"Map wars" damage Turkish foreign policy

"Map wars" damage Turkish foreign policy
Update: 25 July 2022 23:55
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Expansionist discourse hampers Turkey’s demands in the Aegean and the Eastern Mediterranean, says retired Turkish diplomat Selim Kuneralp

The ruling block and the nationalist opposition parties in Turkey seem to be united in an expansion discourse and this rhetoric does not help in Turkey’s rightful and partly tolerated demands in the Aegean and Eastern Mediterranean, said Selim Kuneralp, a retired Turkish diplomat, in an article he wrote for Serbestiyet web site. 

MHP (Nationalist Movement Party) leader Devlet Bahceli recently posed for a photo with ultranationalist Gray Wolves holding a map that shows many Aegean Greek islands as Turkish and provoked outrage in Greece and international diplomatic circles. Neither AKP (Justice and Development Party) nor other nationalist opposition parties made any objectionable comments, including the main opposition CHP (Republican People’s Party.)

In 2019, Turkish President Recep Tayyip Erdogan also posed in front of a similar map. 

Kuneralp wrote that he believes one of the many factors that separate Turkey from developed democratic countries seems to be the keenness about territorial expansion, a feeling shared by almost all members of the Turkish nation. “Let me remind you that it took the Ottomans 40 years to conquer Rhodes, 33 years Crete,” he wrote, as he explained the futility of the expansionist ambitions.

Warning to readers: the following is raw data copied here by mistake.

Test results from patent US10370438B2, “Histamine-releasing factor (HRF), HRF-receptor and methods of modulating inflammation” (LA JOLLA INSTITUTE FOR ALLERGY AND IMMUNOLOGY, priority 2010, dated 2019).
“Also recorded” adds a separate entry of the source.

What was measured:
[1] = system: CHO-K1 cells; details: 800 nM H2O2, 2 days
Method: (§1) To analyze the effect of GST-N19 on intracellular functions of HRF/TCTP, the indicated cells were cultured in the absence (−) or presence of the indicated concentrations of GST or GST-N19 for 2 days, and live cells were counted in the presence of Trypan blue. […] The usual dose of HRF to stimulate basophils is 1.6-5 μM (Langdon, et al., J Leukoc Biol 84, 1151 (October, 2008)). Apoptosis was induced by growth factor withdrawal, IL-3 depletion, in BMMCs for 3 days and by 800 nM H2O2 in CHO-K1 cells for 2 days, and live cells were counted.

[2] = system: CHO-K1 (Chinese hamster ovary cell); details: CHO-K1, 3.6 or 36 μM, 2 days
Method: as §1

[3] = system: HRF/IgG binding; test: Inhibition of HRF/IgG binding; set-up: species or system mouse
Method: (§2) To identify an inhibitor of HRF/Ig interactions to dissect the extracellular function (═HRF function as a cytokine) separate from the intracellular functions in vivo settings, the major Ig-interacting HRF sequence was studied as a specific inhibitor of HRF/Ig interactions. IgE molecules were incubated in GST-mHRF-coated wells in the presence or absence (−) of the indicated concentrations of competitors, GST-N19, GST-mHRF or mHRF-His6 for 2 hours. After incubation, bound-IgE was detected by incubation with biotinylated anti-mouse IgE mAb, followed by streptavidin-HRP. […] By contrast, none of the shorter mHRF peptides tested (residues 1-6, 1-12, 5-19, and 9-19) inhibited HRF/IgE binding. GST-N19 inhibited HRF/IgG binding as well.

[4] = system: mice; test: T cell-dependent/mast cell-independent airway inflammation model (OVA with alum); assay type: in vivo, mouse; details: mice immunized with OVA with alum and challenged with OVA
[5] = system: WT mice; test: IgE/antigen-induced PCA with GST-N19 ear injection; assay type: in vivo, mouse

Kuneralp said that ‘Blue Homeland’, an irredentist and expansionist concept and doctrine, and maps drawn accordingly created a wave of excitement and Turkish government in consequence made a maritime deal with Libya to establish an exclusive economic zone in the Mediterranean Sea but failed to have that agreement ratified in the Libyan Parliament. Similarly, as a result of EU sanctions, the government had to stop the exploration of natural resources in the Eastern Mediterranean, Kuneralp said. 

Kuneralp also drew attention to the maps on TV showing Turkish influence in northern Syria, accompanying the discourse about the military offensive in the region but reminded that the international community was firmly against such an offensive. “It is not difficult to predict that the price will be very high if the government insists on a military offensive,” Kuneralp said. 

The retired diplomat said that he was surprised not by the government’s incitement of the nationalist feelings but the lack of objections from the opposition parties, especially the CHP (Republican People’s Party.)